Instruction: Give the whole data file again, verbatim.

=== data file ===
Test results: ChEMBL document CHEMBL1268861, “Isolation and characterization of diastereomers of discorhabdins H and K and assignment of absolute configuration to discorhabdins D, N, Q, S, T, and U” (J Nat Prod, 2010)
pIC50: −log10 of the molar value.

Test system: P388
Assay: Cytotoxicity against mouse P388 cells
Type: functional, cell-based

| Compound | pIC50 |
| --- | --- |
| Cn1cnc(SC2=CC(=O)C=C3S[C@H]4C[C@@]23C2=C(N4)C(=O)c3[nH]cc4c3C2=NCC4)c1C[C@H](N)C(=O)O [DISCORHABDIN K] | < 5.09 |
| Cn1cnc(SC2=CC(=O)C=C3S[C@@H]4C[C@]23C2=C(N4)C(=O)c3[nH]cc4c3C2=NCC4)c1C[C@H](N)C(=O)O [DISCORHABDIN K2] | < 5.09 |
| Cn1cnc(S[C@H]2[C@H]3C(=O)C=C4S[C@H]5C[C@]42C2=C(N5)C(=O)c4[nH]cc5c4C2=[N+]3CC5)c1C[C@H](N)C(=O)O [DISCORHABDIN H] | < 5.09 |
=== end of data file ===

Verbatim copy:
Test results: ChEMBL document CHEMBL1268861, “Isolation and characterization of diastereomers of discorhabdins H and K and assignment of absolute configuration to discorhabdins D, N, Q, S, T, and U” (J Nat Prod, 2010)
pIC50: −log10 of the molar value.

Test system: P388
Assay: Cytotoxicity against mouse P388 cells
Type: functional, cell-based

| Compound | pIC50 |
| --- | --- |
| Cn1cnc(SC2=CC(=O)C=C3S[C@H]4C[C@@]23C2=C(N4)C(=O)c3[nH]cc4c3C2=NCC4)c1C[C@H](N)C(=O)O [DISCORHABDIN K] | < 5.09 |
| Cn1cnc(SC2=CC(=O)C=C3S[C@@H]4C[C@]23C2=C(N4)C(=O)c3[nH]cc4c3C2=NCC4)c1C[C@H](N)C(=O)O [DISCORHABDIN K2] | < 5.09 |
| Cn1cnc(S[C@H]2[C@H]3C(=O)C=C4S[C@H]5C[C@]42C2=C(N5)C(=O)c4[nH]cc5c4C2=[N+]3CC5)c1C[C@H](N)C(=O)O [DISCORHABDIN H] | < 5.09 |